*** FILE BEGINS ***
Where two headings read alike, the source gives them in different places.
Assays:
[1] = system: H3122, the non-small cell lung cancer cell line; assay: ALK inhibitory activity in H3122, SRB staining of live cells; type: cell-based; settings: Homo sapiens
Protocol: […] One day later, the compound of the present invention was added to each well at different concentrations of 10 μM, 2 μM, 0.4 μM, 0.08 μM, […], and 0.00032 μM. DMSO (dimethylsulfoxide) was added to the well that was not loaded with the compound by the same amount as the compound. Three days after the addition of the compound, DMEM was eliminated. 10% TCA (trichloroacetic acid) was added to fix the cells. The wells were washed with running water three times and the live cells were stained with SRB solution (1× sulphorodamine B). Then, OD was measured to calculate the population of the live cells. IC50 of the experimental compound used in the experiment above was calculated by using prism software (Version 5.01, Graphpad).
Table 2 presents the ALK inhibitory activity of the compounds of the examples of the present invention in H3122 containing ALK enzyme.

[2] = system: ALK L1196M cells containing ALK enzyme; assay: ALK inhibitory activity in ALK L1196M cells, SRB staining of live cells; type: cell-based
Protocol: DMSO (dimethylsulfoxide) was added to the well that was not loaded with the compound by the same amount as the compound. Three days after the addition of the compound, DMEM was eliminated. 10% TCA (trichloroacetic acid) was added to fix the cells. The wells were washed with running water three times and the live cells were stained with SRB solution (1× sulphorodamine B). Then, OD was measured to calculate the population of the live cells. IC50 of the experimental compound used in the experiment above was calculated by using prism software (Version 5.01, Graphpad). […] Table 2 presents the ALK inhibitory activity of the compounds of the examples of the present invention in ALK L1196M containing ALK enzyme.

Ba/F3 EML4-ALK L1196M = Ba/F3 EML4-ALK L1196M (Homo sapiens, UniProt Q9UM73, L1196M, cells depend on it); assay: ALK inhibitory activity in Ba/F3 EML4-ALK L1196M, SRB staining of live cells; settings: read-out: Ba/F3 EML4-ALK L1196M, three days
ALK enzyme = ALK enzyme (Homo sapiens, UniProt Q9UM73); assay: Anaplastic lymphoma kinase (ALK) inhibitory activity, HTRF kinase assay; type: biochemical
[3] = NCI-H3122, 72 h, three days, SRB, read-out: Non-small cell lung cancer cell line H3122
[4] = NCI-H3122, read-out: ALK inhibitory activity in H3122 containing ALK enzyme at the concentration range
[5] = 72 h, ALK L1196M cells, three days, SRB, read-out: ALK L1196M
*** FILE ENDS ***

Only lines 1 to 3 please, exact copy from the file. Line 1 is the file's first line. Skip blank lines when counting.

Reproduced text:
Where two headings read alike, the source gives them in different places.
Assays:
[1] = system: H3122, the non-small cell lung cancer cell line; assay: ALK inhibitory activity in H3122, SRB staining of live cells; type: cell-based; settings: Homo sapiens